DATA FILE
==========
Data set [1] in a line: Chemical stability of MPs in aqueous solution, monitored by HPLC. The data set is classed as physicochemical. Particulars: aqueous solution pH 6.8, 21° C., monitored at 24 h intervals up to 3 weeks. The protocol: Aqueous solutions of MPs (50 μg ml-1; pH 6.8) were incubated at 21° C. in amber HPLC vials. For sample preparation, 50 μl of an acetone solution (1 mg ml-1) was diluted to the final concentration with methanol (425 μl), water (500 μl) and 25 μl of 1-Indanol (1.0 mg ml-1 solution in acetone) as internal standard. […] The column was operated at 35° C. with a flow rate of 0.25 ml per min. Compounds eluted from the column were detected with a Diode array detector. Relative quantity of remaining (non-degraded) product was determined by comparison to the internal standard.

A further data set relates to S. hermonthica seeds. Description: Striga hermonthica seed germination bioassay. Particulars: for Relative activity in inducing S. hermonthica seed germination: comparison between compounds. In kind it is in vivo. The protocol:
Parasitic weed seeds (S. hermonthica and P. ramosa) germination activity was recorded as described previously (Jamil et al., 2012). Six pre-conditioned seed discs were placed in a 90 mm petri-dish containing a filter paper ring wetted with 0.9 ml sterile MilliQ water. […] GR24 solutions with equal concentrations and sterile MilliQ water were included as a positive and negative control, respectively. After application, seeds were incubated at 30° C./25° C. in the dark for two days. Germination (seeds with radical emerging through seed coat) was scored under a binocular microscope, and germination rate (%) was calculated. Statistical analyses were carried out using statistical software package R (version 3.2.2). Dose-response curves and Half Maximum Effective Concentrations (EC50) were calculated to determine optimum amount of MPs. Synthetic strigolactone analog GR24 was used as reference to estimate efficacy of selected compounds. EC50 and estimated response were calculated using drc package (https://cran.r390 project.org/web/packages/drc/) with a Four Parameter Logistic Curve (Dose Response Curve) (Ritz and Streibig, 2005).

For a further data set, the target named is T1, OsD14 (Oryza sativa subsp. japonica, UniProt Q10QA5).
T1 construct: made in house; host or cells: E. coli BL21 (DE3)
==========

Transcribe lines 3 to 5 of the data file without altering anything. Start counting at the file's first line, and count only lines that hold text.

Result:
Parasitic weed seeds (S. hermonthica and P. ramosa) germination activity was recorded as described previously (Jamil et al., 2012). Six pre-conditioned seed discs were placed in a 90 mm petri-dish containing a filter paper ring wetted with 0.9 ml sterile MilliQ water. […] GR24 solutions with equal concentrations and sterile MilliQ water were included as a positive and negative control, respectively. After application, seeds were incubated at 30° C./25° C. in the dark for two days. Germination (seeds with radical emerging through seed coat) was scored under a binocular microscope, and germination rate (%) was calculated. Statistical analyses were carried out using statistical software package R (version 3.2.2). Dose-response curves and Half Maximum Effective Concentrations (EC50) were calculated to determine optimum amount of MPs. Synthetic strigolactone analog GR24 was used as reference to estimate efficacy of selected compounds. EC50 and estimated response were calculated using drc package (https://cran.r390 project.org/web/packages/drc/) with a Four Parameter Logistic Curve (Dose Response Curve) (Ritz and Streibig, 2005).

For a further data set, the target named is T1, OsD14 (Oryza sativa subsp. japonica, UniProt Q10QA5).
T1 construct: made in house; host or cells: E. coli BL21 (DE3)